First it was former Chief Minister of Jammu & Kashmir and former MP Farooq Abdullah calling the stone pelters freedom fighters, then his son Omar Abdullah, the outgoing CM of J & K before Mehbooba Mufti took over, called the Bharatiya citizens other than those living in Kashmir as outsiders in reference to Article 35 A of the Constitution; now Mehbooba Mufti, the current CM of J & K, when faced with the prospect of abrogation of Article 35 A, virtually put the whole country on notice by saying that there would be no one to hold the Bharatiya tricolour in Kashmir if Article 35 A is tinkered with.
These three statements by three different Chief Ministers of Jammu & Kashmir, two former and one current, who have been at the helm in the valley for decades, sums up the mindset of these eminent politicians and their perspective about Bharat and its people. How high or low they hold Bharat in their eyes is directly related to the amount of doles, perks and packages they receive from the Centre and not to any patriotic fervour or feelings they have for the country.
The deep chasm in Kashmir society where a small minority have thrived at the expense of the majority of the population reflects on the various governments which have ruled in Jammu & Kashmir. Otherwise, how do you explain the luxurious and lavish lifestyles of Kashmiri politicians and the Hurriyat leaders and their frequent foreign junkets while the aam Kashmiri is shown a mirage called ‘azadi’ and left to languish?
Mehbooba’s joining the chorus for Article 35A was expected, as was her obvious grimace against the NIA raids on the Hurriyat. PDP and the Hurriyat have had cordial relations since the latter’s formation, and as a reaffirmation of those ties former CM and father of the current CM, the late Mufti Mohammad Sayeed on the occasion of his swearing- in ceremony thanked Hurriyat for ‘allowing’ the peaceful conduct of elections in J&K.
It goes to the credit of the Modi Government that they have not allowed the PDP and the coalition to come in between the much needed crackdown on the nefarious and anti-national activities of the Hurriyat.
The constitutional validity of article 35A – giving special powers to the state legislature of J&K to decide who is a permanent resident of J&K – is being heard by the Supreme Court and need not be debated here, but Article 14 of the Constitution which talks about equality before the law for all citizens needs to be mentioned.
Farooq Abdullah has been CM of the state and a minister in the union cabinet, taking oath and swearing by the Bharatiya constitution. As long as he was in power he had no issues with the centre of which he was a part and enjoyed all the privileges bestowed on to him by the Bharatiya state. He hobnobbed with the Congress and the BJP to remain in power in the state and the centre. But as soon as he lost his privileged status, he had no qualms about attacking the same Bharatiya state and calling the stone pelters – funded by Pakistan-backed Hurriyat, and throwing stones and hurling invectives at the Indian Army – as freedom fighters. Omar Abdullah has followed in his father’s footsteps and has criticized the very country and the Constitution whose privileges he and his party men have enjoyed for years.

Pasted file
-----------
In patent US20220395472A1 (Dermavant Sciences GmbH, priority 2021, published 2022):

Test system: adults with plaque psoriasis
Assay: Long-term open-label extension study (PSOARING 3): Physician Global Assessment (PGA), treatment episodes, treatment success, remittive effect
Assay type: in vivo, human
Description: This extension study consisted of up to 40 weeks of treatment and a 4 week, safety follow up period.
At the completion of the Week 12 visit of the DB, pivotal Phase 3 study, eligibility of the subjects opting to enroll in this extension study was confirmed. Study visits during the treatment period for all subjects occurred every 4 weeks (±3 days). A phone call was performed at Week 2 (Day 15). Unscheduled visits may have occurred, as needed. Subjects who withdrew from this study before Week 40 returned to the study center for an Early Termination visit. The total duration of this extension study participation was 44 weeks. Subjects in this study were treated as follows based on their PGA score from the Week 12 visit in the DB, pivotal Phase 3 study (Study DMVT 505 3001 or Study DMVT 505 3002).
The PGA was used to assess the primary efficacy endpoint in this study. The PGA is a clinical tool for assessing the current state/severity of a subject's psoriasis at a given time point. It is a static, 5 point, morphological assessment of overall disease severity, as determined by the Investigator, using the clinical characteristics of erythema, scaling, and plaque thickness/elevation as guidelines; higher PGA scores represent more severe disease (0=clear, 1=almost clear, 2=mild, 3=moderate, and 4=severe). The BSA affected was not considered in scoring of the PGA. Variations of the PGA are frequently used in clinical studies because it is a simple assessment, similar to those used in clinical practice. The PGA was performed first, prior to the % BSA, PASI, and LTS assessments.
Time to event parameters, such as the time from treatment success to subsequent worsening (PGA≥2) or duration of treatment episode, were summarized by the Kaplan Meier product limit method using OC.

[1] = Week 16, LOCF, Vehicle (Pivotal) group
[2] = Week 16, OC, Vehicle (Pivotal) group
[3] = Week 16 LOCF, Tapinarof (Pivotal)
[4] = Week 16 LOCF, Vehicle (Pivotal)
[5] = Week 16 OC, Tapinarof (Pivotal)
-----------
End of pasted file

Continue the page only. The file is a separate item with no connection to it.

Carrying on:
Mehbooba’s unease with the centre is very obvious, and the NIA raids on the Hurriyat together with the debate on Article 35 (A) has only increased her tension leading her to make flippant and ludicrous statements about the national flag which is unbecoming of a Chief Minister of a State. Had the three leaders shown the same alacrity and sensitivity when the Kashmiri Pandits were killed in cold blood right under their nose and made to leave the valley, things would not have come to such a pass.
The Abdullahs and the Muftis remained mute spectators to the killings and the exodus of Kashmiri Pandits from Kashmir but were quick to raise the human rights angle when a stone-pelter was made a human shield by Major Gogoi to save the lives of innocent civilians from an irate mob.
The Kashmir valley which has been at the centre of unrest all these years constitutes approximately 15,000 sq kms of the total 1,33,000 sq kms of the entire state, excluding POK and Aksai Chin which are also a part of J & K but under foreign occupation. In fact Jammu & Kashmir is a misnomer for a State which also includes Ladakh but which hardly gets a mention because of the peaceful nature of Ladakhis.
Thus Mehbooba and her political rivals turned friends should stop issuing threats about the national flag – which is sacrosanct for the majority of the population of Jammu, Kashmir & Ladakh, barring a few anti national elements who now stand thoroughly exposed – and utilize their energy and time for the welfare of the people who have elected them. But for that to happen political jingoism and anti Bharat rhetoric will have to take a back seat.
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